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Rising obesity-related health care costs are leading some employers to take a firmer approach to workplace wellness programs despite the potential to violate anti-discrimination laws.
Claims by obese workers with chronic conditions often result in the highest medical costs, “because what travels with obesity are so many other factors,” such as diabetes and high blood pressure, said Misty Price, Richardson, Texas-based chief operating officer at workers compensation defense law firm Adelson, Testan, Brundo, Novell & Jimenez.
Ms. Price said more employers are asking, “What's happening on our watch?”
Obesity and its financial effect on the economy — and on employers in particular — is expanding, according to two new studies.
In one November study, consulting firm McKinsey & Co. estimated that obesity costs the global economy $2 trillion a year.
In a separate study published in November in the Journal of Occupational and Environmental Medicine, researchers at Yale University said obesity-related work absences alone cost the U.S. economy $8.65 billion a year — a figure that the researchers and the Integrated Benefits Institute said is increasing with the number of obese adults.
With cost a factor, many employers that Ed Coates works with are moving to implement wellness initiatives or tightening existing programs, despite the potential for complaints or lawsuits, said the Austin, Texas-based senior manager of employee services at Texas Mutual Insurance Co.
Complaints alone prompted the U.S. Centers for Disease Control and Prevention to pull its 5-year-old Lean Works! workplace obesity prevention and control campaign offline in early November. Several groups complained it could result in workplace discrimination, a CDC spokeswoman said.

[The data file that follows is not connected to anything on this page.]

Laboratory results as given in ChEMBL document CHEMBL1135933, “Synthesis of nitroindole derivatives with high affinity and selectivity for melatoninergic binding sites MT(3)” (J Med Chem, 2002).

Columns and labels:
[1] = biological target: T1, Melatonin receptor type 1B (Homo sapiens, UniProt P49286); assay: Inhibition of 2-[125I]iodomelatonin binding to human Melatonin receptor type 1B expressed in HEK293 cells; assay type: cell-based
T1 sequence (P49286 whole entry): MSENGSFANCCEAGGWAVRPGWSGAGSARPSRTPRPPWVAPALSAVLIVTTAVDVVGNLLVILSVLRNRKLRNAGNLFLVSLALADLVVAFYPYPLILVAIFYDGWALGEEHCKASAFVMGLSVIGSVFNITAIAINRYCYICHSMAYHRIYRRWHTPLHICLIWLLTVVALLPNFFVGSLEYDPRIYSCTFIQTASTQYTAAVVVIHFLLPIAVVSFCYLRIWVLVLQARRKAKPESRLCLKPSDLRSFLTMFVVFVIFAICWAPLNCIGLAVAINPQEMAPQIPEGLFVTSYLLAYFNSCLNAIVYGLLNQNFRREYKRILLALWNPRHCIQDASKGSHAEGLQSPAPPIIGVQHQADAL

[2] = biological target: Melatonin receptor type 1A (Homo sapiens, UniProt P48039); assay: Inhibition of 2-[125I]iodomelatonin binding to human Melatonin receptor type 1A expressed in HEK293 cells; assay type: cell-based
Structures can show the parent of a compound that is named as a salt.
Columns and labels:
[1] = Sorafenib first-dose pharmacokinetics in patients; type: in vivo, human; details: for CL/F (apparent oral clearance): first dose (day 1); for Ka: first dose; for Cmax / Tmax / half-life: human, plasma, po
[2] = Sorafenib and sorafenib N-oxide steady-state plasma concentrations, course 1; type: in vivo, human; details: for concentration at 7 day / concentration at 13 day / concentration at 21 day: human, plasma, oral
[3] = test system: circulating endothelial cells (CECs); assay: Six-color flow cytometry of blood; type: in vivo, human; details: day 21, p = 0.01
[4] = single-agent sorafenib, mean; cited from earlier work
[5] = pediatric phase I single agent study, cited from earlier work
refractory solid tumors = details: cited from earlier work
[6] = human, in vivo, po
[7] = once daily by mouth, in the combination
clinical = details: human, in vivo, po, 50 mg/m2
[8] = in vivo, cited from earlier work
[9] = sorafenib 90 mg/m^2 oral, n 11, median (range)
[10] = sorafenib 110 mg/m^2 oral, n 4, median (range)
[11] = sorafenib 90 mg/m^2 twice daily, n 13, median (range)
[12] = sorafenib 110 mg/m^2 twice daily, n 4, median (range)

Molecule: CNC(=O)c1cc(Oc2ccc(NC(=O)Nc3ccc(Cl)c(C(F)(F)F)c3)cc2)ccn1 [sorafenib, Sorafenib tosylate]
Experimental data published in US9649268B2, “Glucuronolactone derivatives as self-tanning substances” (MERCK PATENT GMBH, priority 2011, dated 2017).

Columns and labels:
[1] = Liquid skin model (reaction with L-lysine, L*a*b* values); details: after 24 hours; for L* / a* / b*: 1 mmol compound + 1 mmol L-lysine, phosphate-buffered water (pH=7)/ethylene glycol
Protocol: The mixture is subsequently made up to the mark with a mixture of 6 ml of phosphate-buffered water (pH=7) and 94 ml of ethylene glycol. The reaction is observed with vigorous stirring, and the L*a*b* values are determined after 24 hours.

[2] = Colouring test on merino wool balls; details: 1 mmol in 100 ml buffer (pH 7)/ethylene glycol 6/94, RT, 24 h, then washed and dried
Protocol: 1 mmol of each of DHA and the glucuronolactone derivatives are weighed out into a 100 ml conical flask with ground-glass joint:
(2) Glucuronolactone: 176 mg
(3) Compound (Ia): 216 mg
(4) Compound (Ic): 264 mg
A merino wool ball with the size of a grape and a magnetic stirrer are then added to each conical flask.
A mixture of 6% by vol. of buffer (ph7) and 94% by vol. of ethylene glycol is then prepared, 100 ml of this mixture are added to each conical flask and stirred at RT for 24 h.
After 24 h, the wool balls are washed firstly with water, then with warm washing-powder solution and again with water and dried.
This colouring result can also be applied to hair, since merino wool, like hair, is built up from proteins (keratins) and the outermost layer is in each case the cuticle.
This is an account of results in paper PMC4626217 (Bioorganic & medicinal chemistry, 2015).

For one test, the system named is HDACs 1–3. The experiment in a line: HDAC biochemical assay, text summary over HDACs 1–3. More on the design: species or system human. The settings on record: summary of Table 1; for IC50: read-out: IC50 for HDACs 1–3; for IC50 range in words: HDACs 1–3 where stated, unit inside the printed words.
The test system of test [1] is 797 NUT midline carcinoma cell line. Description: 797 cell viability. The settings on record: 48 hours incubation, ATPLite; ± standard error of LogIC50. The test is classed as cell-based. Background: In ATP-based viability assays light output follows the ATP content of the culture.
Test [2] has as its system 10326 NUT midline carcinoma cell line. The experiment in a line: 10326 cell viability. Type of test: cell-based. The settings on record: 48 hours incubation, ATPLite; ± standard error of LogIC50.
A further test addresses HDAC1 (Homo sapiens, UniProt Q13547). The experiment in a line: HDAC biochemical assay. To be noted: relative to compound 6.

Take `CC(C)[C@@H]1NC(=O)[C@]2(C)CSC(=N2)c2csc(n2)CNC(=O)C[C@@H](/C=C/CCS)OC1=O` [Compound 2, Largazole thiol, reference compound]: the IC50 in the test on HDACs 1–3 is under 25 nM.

The program, which included an obesity cost calculator employers could use, is currently “under review,” the spokeswoman said.
At the same time, the U.S. Equal Employment Opportunity Commission has sued several companies, including Honeywell International Inc., on grounds that offering workers incentives to participate in wellness programs or required biometric screenings violate the Americans with Disabilities Act and the Genetic Information Nondiscrimination Act.
The EEOC earlier this year proposed a rule that would address how or if financial inducements and penalties could be incorporated into employer wellness programs, but further action is not expected until next year.
“The ADA issue ... has certainly created challenges for employers. There's no doubt about it,” said Tom Parry, president of the Integrated Benefits Institute in San Francisco. “At the same time, I don't see employers giving up because of the challenges of the ADA. They recognize that this is a significant issue that they absolutely have to deal with.”
Texas Mutual has had a wellness program since 2001 to help improve employee health and control costs associated with risks such as obesity or diabetes, Mr. Coates said. The outcomes-based incentive effort incorporates federal guidance for the Health Insurance Portability and Accountability Act and the Patient Protection and Affordable Care Act, he said.
Employers “are going ahead and taking more aggressive action, and not taking the wait-and-see approach,” Mr. Coates said. “Compared to where it was five years ago, there are a lot more employers doing outcomes-based wellness incentives and also investing in wellness programs in general.”
Aside from standard health care, the return on investment in wellness programs also can be seen in disability and workers comp programs, Ms. Price said. “High-risk cultures are more likely to take some proactive measure,” she said. “Beyond health and wellness, are you willing to offer things like (weight loss) surgeries as a part of your health plan or your workers compensation plan? If you're a low-risk culture and ... you don't want to go down that path,” think about what kinds of snacks are in break room vending machines. “Have you made healthy options available to (workers)?”
Elsewhere, the School District of Palm Beach County, Florida, is shifting to an outcomes-based wellness program in 2015, said Kim Sandmaier, wellness coordinator for risk and benefits management.
The revised program gives employees the option to complete a health risk assessment and a biometric screening “and either meet targets for those biometrics or complete a reasonable alternative,” such as an over-the-phone coaching program, she said.
“Our data specifically (showed) diabetes was a concern, so we're continuing to focus on that,” Ms. Sandmaier said.